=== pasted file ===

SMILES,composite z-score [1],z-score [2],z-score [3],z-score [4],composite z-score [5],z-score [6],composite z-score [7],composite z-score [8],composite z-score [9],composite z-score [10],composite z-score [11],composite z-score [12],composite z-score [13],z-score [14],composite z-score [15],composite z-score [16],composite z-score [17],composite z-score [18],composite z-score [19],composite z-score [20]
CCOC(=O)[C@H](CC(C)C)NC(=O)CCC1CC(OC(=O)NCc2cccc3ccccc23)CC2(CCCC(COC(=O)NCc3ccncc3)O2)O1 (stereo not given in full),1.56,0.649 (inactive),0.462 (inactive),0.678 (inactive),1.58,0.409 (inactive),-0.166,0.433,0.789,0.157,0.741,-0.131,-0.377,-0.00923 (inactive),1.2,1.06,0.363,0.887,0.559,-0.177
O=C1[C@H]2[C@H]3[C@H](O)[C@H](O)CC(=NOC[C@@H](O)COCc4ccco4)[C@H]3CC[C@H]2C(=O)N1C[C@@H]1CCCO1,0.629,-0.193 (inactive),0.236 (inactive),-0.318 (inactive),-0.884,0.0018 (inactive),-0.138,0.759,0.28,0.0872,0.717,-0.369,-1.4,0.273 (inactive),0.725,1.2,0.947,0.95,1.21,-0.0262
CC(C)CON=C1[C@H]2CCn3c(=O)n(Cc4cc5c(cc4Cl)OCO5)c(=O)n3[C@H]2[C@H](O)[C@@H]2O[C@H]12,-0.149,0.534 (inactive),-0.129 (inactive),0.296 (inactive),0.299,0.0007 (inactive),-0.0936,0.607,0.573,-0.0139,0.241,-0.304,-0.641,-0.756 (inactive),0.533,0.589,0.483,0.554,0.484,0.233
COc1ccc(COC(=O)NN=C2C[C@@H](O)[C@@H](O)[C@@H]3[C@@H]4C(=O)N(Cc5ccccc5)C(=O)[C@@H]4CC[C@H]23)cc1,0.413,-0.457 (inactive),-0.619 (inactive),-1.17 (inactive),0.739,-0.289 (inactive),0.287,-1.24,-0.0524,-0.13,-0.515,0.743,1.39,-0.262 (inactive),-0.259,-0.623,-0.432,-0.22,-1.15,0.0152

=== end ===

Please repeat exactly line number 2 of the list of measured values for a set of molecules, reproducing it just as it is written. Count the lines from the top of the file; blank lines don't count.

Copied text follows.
CCOC(=O)[C@H](CC(C)C)NC(=O)CCC1CC(OC(=O)NCc2cccc3ccccc23)CC2(CCCC(COC(=O)NCc3ccncc3)O2)O1 (stereo not given in full),1.56,0.649 (inactive),0.462 (inactive),0.678 (inactive),1.58,0.409 (inactive),-0.166,0.433,0.789,0.157,0.741,-0.131,-0.377,-0.00923 (inactive),1.2,1.06,0.363,0.887,0.559,-0.177